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I am racking my brain trying to get this problem solved and I can't seem to break it...

Let $m, n$ be positive integers, with $m > 1$. Prove

$$\left\lfloor\frac{n}m\right\rfloor+\left\lfloor\frac{n+1}m\right\rfloor\le\left\lfloor\frac{2n}m\right\rfloor$$

I started trying to use the inequalities that say

$$\lfloor x\rfloor + \lfloor y\rfloor + \lfloor x+y\rfloor \le \lfloor 2x\rfloor + \lfloor 2y\rfloor\;.$$

From there I rewrote both sides with the notion that for a real number $y$,

$y = \lfloor y\rfloor + \{y\}$, where $\{y\}$ is the fractional part, but I keep going in circles and can not get to the desired result...

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It is best not to try to manipulate "canned" inequalities: go back to basics. –  André Nicolas Feb 5 '13 at 3:55
    
If you can't prove it, try looking for a counterexample. You might find it, or the search will help to understand why it must be true, and thus to manufacture a proof. –  vonbrand Feb 5 '13 at 4:11

4 Answers 4

up vote 2 down vote accepted

If you want to use you that inequality of yours let $x=\dfrac{n}{m}$ and $y=\dfrac{1}{m}:$ $$\bigg\lfloor \frac{n}{m}\bigg\rfloor+\bigg\lfloor \frac{1}{m}\bigg\rfloor+\bigg\lfloor \frac{n+1}{m}\bigg\rfloor\leq\bigg\lfloor \frac{2n}{m}\bigg\rfloor+\bigg\lfloor \frac{2}{m}\bigg\rfloor$$

Since $m>1\Rightarrow \bigg\lfloor\dfrac{1}{m}\bigg\rfloor=0$. If additionally $m>2$ then also $\bigg\lfloor\dfrac{2}{m}\bigg\rfloor=0$ so all we need to do is check for $m=2:$

$$\bigg\lfloor \frac{n}{2}\bigg\rfloor+\bigg\lfloor \frac{n+1}{2}\bigg\rfloor\leq n+1$$

Since $\displaystyle\bigg\lfloor \frac{n}{2}\bigg\rfloor+\bigg\lfloor \frac{n+1}{2}\bigg\rfloor\leq \dfrac{n}{2}+\dfrac{n+1}{2}=n+\dfrac{1}{2}<n+1$ this case is verified.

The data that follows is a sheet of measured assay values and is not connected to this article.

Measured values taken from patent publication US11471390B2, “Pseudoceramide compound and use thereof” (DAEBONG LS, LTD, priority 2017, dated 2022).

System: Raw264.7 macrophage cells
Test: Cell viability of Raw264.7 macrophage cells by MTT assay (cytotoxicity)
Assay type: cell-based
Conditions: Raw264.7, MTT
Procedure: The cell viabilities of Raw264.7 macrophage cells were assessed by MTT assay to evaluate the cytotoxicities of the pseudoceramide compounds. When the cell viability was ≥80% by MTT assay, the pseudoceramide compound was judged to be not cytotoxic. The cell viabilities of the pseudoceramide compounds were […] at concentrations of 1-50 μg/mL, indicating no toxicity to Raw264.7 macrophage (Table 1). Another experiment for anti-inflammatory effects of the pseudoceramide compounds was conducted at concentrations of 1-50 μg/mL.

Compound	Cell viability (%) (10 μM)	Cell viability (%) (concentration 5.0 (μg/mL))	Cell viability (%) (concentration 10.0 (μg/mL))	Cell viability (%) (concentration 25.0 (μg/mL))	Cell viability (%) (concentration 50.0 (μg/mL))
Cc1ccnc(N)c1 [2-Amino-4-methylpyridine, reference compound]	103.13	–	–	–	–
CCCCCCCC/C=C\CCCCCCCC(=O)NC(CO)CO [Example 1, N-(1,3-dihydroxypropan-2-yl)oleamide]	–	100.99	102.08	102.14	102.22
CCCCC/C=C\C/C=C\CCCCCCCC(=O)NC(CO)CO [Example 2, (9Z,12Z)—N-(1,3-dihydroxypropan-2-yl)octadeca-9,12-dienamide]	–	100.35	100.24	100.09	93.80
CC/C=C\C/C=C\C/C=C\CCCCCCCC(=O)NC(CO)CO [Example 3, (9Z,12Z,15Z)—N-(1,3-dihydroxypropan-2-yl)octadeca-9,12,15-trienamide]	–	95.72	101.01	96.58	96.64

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This is kind of what I had in mind, but I had y = (n+1)/m instead of y = 1/m. That makes it much easier to understand. I'd been playing around in my head the idea that m=2 had something to do with this, just based upon the right hand side of the inequality, but now I see just by calling y=1/m, it seems much simpler now. Thanks!! –  Eleven-Eleven Feb 5 '13 at 5:37
    
@Christopher No problem! –  L. F. Feb 5 '13 at 6:00

HINT: Let $a=\left\lfloor\dfrac{n}m\right\rfloor$, so that $$a\le\frac{n}m<a+1\;,$$ and therefore $am\le n<am+m$. Either $n+1<am+m$, in which case $$a<\frac{n+1}m<a+1$$ and $\left\lfloor\dfrac{n+1}m\right\rfloor=a$, or $n+1=am+m$, in which case $\left\lfloor\dfrac{n+1}m\right\rfloor=a+1$. Can you now work out what $\left\lfloor\dfrac{2n}m\right\rfloor$ is in each of these cases?

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Let $f(n)=\left\lfloor\frac{2n}m\right\rfloor -\left\lfloor\frac{n}m\right\rfloor-\left\lfloor\frac{n+1}m\right\rfloor$

Then it is easy to prove that $f(n+m)=f(m)$ and $f(n) \geq 0 \forall 0 \leq n \leq m-1$.

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Let $a={\sf floor}(\frac{n}{m})$ and $b={\sf floor}(\frac{n+1}{m})$.

We have $a \leq \frac{n}{m}$ and $b \leq \frac{n+1}{m}$, so $a+b \leq \frac{2n+1}{m}$. If this were an equality, it would imply that both $a =\frac{n}{m}$ and $b = \frac{n+1}{m}$, so that $m$ would divide both $n$ and $n+1$, and hence divide $n+1-n=1$ also, which is absurd.

So we have the strict inequality $a+b \lt \frac{2n+1}{m}$, yielding $m(a+b) \lt 2n+1$. Since $m,a+b$ and $2n+1$ are all integers, we deduce $m(a+b) \leq 2n$. So $a+b$ is an integer lower than $\frac{2n}{m}$ ; it is therefore smaller than the floor of $\frac{2n}{m}$ as wished.

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